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Come together!

Encouraging togetherness at mealtime is not just good for consumers’ well-being—retailers stand to benefit, too

It has been well documented that most meals these day are
eaten alone. Almost two-thirds (62%) of meal and snack occasions are now eaten at a “table for one.” One key to the solo dining trend is that planning, cooking and pleasing multiple people at multiple times throughout the day is both labour-and time-intensive, while also being downright daunting.

And without a doubt, our eating patterns have evolved to a more fragmented, less structured regime. This evolution has resulted in robust snacking and “mini-mealing” behaviour. Today, most snacking occurs “o solo mio.”

That said, a closer look at our daily captured, occasion-based research in Ipsos FIVE reveals a consumer willingness to invest more time and money when dining with others—both at home and away from home—which offers a strong rationale for manufacturers, retailers and foodservice operators to promote the eating together experience.

As the spending baton gets passed from boomers to millennials, targeted messaging to millennials by life stage and occasion will be key to promoting sharing behaviour, particularly given current consumption habits.

Millennials (21 to 37 years old) do not eat many meals with others, with less than a third (31%) reporting that they consume at least one shared meal on a daily basis. Compare this sharing rate with the more than half (51%) of boomers (age 52 to 71) who report sharing meals seven days a week.

But all meal occasions, with regards to being shared or solo, are not equal. Breakfast has traditionally been a solo occasion, with sharing rates declining by 3% since 2015. Breakfasts sourced from restaurants, however, are more likely to be eaten with others than they are to be consumed alone. The Ipsos Foodservice Monitor (FSM) reports that individuals engaged in shared occasions also have a higher average eater check (19% higher) than solo diners, revealing a demonstrable benefit of shared breakfasts.

While lunches consumed by kids and teens are most often shared, adult Canadians are more likely to eat lunch alone. Fifty-three percent of adult lunches are eaten alone, with this solo dining occasion rate growing 4% since 2015. It’s worth noting that lunch has become the most skipped meal of the day among adults. Would increased sharing encourage less meal skipping?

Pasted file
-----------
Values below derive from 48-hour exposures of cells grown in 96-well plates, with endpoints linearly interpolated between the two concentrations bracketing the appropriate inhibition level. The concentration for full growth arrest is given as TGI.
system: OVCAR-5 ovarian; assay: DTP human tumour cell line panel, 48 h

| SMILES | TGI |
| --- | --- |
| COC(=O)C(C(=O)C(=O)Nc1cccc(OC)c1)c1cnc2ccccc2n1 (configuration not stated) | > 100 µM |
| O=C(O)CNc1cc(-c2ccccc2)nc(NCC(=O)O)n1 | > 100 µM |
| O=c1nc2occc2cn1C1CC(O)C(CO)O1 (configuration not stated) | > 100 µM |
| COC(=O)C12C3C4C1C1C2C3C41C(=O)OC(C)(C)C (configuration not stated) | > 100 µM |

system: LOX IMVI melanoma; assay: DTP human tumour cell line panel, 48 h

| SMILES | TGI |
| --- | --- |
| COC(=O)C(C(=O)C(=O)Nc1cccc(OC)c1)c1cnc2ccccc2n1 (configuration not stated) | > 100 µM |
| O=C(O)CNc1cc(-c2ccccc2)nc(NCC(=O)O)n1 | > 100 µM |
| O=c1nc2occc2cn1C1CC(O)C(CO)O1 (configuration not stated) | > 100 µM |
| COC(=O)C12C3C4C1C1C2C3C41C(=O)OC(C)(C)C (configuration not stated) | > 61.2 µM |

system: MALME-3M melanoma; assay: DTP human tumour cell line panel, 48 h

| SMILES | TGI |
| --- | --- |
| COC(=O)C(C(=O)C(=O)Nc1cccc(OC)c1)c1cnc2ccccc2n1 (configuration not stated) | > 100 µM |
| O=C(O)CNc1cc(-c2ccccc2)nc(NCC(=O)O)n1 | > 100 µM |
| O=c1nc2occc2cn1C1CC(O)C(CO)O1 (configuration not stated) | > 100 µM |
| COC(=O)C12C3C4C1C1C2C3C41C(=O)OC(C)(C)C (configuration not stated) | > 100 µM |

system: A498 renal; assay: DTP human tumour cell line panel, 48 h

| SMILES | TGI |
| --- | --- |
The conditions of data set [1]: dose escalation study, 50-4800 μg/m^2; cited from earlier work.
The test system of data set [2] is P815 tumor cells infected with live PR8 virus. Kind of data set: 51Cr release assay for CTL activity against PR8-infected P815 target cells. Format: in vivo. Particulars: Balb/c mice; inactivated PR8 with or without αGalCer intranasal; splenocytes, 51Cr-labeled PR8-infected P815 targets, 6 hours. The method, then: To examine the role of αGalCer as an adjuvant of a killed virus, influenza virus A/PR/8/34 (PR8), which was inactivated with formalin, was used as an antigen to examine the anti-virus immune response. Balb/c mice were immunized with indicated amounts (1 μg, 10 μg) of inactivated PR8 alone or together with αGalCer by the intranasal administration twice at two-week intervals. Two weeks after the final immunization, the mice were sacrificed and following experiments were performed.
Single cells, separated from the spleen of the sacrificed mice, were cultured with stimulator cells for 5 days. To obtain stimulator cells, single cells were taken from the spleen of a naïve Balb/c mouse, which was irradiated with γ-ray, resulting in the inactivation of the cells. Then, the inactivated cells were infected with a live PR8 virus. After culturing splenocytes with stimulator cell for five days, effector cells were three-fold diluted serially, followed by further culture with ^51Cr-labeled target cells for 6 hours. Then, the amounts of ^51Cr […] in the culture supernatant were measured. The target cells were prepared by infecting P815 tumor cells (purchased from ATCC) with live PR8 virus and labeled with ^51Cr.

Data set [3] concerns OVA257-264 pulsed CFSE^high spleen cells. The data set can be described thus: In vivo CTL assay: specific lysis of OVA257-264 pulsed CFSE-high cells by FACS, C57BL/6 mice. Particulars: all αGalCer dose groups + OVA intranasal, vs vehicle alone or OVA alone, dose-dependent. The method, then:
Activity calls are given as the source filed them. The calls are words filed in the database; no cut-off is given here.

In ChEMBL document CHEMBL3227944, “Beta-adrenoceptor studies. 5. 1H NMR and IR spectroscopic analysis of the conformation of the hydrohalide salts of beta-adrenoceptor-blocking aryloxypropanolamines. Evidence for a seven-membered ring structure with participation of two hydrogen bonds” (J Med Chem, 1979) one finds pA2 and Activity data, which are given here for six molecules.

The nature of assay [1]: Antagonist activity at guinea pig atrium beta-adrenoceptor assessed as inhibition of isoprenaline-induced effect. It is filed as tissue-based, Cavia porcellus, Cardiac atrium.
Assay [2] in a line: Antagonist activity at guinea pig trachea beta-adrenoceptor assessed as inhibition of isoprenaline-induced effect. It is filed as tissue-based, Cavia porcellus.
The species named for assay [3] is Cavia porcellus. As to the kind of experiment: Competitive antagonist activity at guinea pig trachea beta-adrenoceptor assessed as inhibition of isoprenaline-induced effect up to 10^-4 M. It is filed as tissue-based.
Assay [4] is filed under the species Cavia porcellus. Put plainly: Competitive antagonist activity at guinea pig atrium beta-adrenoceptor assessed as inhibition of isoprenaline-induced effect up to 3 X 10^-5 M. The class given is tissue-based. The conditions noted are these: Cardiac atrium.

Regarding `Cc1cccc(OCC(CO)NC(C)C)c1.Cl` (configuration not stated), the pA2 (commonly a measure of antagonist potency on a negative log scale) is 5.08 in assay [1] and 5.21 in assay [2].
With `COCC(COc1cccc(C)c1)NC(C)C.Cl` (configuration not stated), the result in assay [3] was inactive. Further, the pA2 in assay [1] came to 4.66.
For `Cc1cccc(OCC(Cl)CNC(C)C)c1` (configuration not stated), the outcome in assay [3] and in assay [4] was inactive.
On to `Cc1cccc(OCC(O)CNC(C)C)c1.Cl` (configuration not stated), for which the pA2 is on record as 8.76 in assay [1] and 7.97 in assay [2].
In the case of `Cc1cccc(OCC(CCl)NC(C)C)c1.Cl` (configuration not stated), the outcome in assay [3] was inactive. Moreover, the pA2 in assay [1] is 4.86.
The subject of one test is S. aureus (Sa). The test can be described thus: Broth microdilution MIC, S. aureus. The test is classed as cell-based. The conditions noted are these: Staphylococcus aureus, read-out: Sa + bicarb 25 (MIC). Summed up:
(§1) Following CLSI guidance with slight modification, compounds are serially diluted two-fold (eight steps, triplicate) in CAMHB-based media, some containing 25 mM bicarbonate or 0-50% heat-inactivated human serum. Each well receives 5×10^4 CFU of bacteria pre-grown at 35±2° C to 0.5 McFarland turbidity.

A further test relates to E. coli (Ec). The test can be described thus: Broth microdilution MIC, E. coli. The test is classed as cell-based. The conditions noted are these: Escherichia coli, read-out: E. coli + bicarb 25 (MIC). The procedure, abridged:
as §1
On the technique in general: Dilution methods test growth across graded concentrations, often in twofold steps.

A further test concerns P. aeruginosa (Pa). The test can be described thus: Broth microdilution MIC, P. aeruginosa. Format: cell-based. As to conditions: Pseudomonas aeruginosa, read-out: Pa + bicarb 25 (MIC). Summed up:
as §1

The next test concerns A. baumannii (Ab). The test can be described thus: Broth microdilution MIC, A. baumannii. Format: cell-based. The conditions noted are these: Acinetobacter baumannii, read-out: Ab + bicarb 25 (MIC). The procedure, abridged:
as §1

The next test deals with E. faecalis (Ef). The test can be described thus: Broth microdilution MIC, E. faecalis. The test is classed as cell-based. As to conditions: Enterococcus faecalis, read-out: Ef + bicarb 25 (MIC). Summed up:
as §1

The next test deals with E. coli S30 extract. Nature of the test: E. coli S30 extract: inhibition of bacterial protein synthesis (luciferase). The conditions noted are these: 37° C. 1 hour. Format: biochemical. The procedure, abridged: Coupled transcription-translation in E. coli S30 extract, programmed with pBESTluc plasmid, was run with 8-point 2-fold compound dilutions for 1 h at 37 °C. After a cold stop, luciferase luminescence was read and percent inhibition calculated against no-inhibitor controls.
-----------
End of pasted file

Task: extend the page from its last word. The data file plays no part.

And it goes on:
There are some bright spots for lunch, however. A key opportunity, for instance, exists in the targeting of visible minority Canadians, who are more likely to share the occasion with others than to dine alone. Perhaps cross-acculturation forces can serve up an opportunity to shift our frenetic daily pace.

Dinner is the most shared meal of the day, and Canadians spend more time preparing dinner when sharing it with someone else. They also consume a greater number of dishes on these occasions. The average shared dinner is prepared in 30 minutes or less and contains three items. In contrast, almost half of solo dinner occasions (49%) are prepared in 15 minutes or less, with an average of less than two items.

Meal preparers are also incorporating more homemade items when eating with others. In fact, nearly two thirds (65%) of items consumed at shared dinners are reported as homemade, compared to only 51% percent of items consumed at solo dinners.

While eating alone dominates our daily routines, perhaps instead of mourn- ing the decline of meal sharing, sales growth can be achieved by continuing to expand the meal solutions that tend to reinvigorate our relationship with food, our families and our friends.

Reconnecting consumers to the benefits and rewards of shared mealtime presents an opportunity to bring people together in an organized way, providing rhythm and predictability to the flow of the day. It also offers opportunity to position your brands as part of a convivial dining experience that contributes to consumers’ physical, mental and social well-being while forsaking the doldrums of the lonely lunch “al desko” or the lonely “cold computer” dinner.

Kathy Perrotta is a VP of Marketing with Ipsos Canada and leads the FIVE service, a daily diary tracking of what individuals ate and drank yesterday across all categories/ brands, occasions and venues. Kathy.perrotta@ipsos.com

This article appeared in Canadian Grocer‘s September/October 2018 issue.

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